While it undoubtedly takes a lot of courage and energy to lead a charge against something like racism or discrimination, we must also recognise that it takes an equal amount of courage to follow that charge. Venturing into the unknown may yield huge rewards, but it may also expose one to significant risk. It is perhaps, therefore, the norm for people to turn the other cheek, I think it was Malcolm X who preached to his followers that 'if a white man puts his hand on you, I expect you to ensure he does not put his hand on anyone else.' This combative cry was perhaps born out of the realisation that black Americans had been yoked for many years, but no one had really tested how strongly they were bound to that yoke.
In day to day life, we tend to be risk averse and self-protecting. Examples of people allowing discrimination abound, with tolerance of racism being a common theme. What we know, therefore, is that we are reluctant to stand up to the headline issues, and that we will suffer a great deal of wrong before we are urged to do right.
But perhaps there is another way – is it intellectually valid to assume that a society that tolerates discrimination is more tolerant of more minor intellectual misdemeanours? For example, does the fact that the UK has the highest per capita prison population of Western Europe seed any underling trends about the assumptions that individuals make about criminality, its origins and it solutions? Are our views and attitudes shaped and influenced by the operating framework of the society we live in? If society tells us that all criminals should be sent to prison, does that influence our views on who these criminals are, and what has led them to crime? I suspect the answer to most of these questions is yes, and if it is, is not a solution to the prejudices we make as a society about how to deal with crime to challenge, at an interpersonal level, the manifestations of those prejudices?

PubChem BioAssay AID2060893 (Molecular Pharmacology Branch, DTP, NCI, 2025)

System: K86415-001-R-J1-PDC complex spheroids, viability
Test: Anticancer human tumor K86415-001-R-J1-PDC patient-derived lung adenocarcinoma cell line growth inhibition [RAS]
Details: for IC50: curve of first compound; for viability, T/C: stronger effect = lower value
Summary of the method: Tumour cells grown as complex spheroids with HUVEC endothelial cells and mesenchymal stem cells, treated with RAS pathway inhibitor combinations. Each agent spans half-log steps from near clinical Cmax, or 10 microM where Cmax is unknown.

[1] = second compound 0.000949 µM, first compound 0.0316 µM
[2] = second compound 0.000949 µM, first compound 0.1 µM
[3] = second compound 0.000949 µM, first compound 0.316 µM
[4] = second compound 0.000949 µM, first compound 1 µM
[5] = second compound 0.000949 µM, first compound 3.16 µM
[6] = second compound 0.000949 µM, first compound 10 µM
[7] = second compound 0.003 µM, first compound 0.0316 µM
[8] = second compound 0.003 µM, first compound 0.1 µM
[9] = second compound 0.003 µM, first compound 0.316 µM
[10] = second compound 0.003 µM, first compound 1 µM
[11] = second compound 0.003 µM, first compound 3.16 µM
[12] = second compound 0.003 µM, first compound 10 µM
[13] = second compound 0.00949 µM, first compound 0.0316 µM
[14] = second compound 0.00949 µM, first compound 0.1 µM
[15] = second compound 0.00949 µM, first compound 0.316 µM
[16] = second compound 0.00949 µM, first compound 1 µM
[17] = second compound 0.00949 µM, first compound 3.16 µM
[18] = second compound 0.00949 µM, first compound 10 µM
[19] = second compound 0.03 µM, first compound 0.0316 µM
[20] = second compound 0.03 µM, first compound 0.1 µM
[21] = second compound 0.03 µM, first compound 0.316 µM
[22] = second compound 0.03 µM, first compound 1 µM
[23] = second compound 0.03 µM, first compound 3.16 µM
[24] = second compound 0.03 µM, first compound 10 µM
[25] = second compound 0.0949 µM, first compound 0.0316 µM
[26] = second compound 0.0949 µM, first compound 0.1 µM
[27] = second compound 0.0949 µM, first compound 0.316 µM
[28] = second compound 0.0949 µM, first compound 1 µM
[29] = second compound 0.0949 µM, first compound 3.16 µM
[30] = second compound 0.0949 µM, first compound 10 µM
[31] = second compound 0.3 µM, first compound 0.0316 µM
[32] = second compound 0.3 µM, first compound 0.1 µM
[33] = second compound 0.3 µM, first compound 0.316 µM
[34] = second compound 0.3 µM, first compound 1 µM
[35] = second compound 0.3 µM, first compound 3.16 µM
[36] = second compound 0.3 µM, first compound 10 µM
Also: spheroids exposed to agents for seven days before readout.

Do you see my point? What I am saying is that we are all responsible for the impact we create on other people, even though what we say and what they interpret may go through serial phases of miscomprehension and misrepresentation. Therefore, we can each take responsibility for trying to achieve some justice in our actions at work and in our home lives. This can take any form you choose, and the only requirement of you is that your actions and statements hold up to the kind of scrutiny that you would subject other s to.
I'm freewheeling a bit here, but it amounts to the realisation that very few of us are pioneers, and few of us are brave first followers. I'm very unlikely to be a Frodo Baggins, and probably won't even be a Samwise Gamgee. But we all have a sphere of influence, we all have the chance to create an impression on the people we deal with; perhaps,we can choose to be masters of that impression, and can create our own little zones of tolerance, so when people step into the our circles they are held to the standard we would like to see everywhere. This is not just about racial discrimination, this is about fairness and kindness at all levels, in all its manifestations, and about the actions we can take to make life just a little more fair. We can't change the whole world in one go, but we can exert a positive influence on the people around us. This isn't even about perfection, this is about being kinder, more tolerant and more forgiving, and realising that there is no finishing line, but rather there are things we can all do a bit better.
I asked my wife to read this. She warned me about trying to be messianic.